The COVID-19 outbreak has forced companies to embrace home-based working (HBW) at such speed that they have had little opportunity to consider the impact on their workers. It can be argued that the crisis has led to the most significant, intensive social experiment of digital, HBW that has ever occurred.
The press have suggested that this revolution “might also offer an opportunity for many companies to finally build a culture that allows long-overdue work flexibility.“ (The Guardian, 13/03/20)
These optimistic takes on the current patterns of work focus on HBW’s emancipatory potential, offering flexibility, the lubrication of work and family responsibilities and the promise of increased productivity.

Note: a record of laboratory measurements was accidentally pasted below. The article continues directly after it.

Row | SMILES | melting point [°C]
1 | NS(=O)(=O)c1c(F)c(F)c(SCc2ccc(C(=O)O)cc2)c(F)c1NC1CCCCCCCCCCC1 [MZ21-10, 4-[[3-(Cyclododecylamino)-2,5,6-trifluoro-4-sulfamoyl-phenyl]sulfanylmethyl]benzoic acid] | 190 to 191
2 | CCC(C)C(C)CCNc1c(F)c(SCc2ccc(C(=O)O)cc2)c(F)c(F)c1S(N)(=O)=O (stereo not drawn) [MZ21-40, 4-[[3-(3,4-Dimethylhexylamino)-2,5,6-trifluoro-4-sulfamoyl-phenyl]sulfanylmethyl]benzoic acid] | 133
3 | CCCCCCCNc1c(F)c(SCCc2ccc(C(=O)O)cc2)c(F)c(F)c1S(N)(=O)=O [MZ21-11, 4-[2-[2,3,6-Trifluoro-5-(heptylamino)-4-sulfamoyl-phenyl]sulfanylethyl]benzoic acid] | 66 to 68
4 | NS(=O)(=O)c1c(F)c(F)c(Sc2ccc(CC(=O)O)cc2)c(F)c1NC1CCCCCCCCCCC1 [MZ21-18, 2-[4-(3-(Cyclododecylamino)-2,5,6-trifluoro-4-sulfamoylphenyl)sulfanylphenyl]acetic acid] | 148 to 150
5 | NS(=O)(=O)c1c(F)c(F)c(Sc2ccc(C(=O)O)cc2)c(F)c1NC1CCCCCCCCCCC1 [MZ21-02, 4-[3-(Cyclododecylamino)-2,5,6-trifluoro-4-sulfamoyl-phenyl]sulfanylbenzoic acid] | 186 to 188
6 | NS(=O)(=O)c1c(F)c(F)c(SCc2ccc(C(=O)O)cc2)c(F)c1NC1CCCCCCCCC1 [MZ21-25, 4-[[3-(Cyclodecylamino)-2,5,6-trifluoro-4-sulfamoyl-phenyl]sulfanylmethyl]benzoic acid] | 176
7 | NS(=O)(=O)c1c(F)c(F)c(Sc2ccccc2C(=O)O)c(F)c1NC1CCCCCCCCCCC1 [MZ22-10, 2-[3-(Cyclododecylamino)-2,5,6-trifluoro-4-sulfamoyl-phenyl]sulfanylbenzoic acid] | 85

Yet, this new world order, where the home becomes a multi-occupational, multi-person workplace and school, not only challenges boundaries but also conceptions of the domestic space.
The impact of homeworking is likely to present significant variation depending on organisational support, the worker’s role, socio-economic status, employment status, as well as household composition and size of living space.
There are significant concerns regarding intensified HBW, including poor work-life balance, enhanced domestic tensions and disproportionately negative impacts on those in lower socio-economic groupings.
Moreover, HBW increases the proportion of time women (most often) spend on housework and childcare, reproducing and reinforcing gender roles within the new ‘work-space.’